You, with base ingratitude, insult and sophistic perversion of the truth, censured the German embassy for its irregularity in notifying intending passengers of that ill-destined vessel that their lives were in danger on board of it on account of a probable attack by German submarines. Now you and your yellow journals call it “murder”! But if the President of the United States had been as “irregular” as the German ambassador, or as “irregular” as the same President was when he advised Americans to leave Mexico (and he is to be commended for that irregularity) Americans might have heeded his friendly caution instead of having cursed the humane consideration of the Germans, and the Lusitania case would scarcely now, if a case at all, be so difficult a case.

Moreover, does not the law of self-preservation contravene every other law of human origin! Aren't you trying to deprive the Germans of the protection this supreme law offers, through some of your contentions in the diplomatic submarine controversy?

Isn't that an inflated, immoral, unchristian right you insist upon, the right of Americans to travel wherever and however they please, the right which carries with it the incidental right of helping, by so traveling, a warring nation to murder another, a friendly nation, moreover, to us? Am I not only justified in trying to save my life to take the life of one who is trying to murder me, but also to take the life of another who for the time shields the person of the man who through this intervention would afterwards take my life? And if an individual is so justified, why not a collection of individuals, a nation when this is likewise threatened? And wasn't it a ruse de guerre that induced conceited, foolhardy Americans to take passage on the Lusitania? Besides, not a few believe that we would not now be in imminent danger of war with Germany if among those passenger fools had not been some very rich Americans.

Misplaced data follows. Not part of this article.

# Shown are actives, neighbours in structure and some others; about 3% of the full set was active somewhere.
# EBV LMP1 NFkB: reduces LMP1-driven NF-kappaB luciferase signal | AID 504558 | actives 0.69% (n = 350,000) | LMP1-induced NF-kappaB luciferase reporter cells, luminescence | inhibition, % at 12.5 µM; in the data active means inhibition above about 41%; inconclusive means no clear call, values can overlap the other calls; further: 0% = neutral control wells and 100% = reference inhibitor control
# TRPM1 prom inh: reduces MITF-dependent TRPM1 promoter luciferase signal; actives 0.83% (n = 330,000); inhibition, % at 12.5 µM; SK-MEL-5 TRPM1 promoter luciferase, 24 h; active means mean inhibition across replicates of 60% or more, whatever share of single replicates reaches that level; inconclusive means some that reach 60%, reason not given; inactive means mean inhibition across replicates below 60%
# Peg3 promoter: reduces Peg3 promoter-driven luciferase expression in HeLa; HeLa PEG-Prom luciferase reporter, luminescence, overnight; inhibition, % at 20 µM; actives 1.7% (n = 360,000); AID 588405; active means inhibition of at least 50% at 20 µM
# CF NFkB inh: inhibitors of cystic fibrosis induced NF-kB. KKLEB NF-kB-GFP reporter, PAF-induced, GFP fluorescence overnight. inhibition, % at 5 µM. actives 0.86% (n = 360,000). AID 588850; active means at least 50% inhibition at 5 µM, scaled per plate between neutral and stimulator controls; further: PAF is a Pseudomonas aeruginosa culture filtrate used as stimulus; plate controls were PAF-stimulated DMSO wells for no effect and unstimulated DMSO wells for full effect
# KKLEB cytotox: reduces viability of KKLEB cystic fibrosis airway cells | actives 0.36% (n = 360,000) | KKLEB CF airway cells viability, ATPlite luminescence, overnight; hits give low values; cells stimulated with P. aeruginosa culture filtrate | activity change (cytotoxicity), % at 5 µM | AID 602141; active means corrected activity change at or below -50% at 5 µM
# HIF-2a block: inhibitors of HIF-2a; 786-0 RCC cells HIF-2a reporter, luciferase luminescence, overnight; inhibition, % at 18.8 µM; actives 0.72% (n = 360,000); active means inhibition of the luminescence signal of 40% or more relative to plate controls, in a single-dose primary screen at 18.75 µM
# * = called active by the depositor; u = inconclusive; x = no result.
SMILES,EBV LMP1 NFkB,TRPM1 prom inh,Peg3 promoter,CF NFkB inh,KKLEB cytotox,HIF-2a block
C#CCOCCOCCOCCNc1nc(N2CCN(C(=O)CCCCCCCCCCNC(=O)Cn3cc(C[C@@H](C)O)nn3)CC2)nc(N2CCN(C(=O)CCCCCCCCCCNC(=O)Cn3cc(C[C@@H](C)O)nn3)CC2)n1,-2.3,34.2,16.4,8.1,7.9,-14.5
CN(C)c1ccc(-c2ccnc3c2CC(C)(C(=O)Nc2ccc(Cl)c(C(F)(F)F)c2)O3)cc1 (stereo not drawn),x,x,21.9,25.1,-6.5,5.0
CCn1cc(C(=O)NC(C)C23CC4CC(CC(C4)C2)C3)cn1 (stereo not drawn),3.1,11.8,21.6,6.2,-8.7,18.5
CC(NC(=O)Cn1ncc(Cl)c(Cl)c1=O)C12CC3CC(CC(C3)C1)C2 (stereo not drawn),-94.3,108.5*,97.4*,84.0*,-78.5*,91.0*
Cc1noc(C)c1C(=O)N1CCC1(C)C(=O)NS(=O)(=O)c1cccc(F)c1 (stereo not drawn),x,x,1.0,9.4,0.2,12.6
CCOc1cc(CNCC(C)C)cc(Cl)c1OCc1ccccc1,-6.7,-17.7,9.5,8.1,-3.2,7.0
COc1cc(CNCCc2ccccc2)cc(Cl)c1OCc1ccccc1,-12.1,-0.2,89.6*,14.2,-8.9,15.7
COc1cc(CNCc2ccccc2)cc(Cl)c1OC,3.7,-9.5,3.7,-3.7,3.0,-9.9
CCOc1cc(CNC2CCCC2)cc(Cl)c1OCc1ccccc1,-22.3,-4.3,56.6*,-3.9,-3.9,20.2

And will you now out of consideration for those who in disregard for your personal and their country's welfare embarked on the Lusitania, will you bring home the process of widow and orphan making now taking place in Europe and the other continents?

Yours has been a most unique opportunity to set in action the forces of Christianity on the grandest scale the world has ever seen, but—Oh what awful scenes, the result of your dereliction!

Original Format



Wilson, Woodrow, 1856-1924




Kisling, James Wellington, “James Wellington Kisling to Woodrow Wilson,” 1915 June 12, WWP22640, James W. Kisling Collection, Woodrow Wilson Presidential Library & Museum, Staunton, Virginia.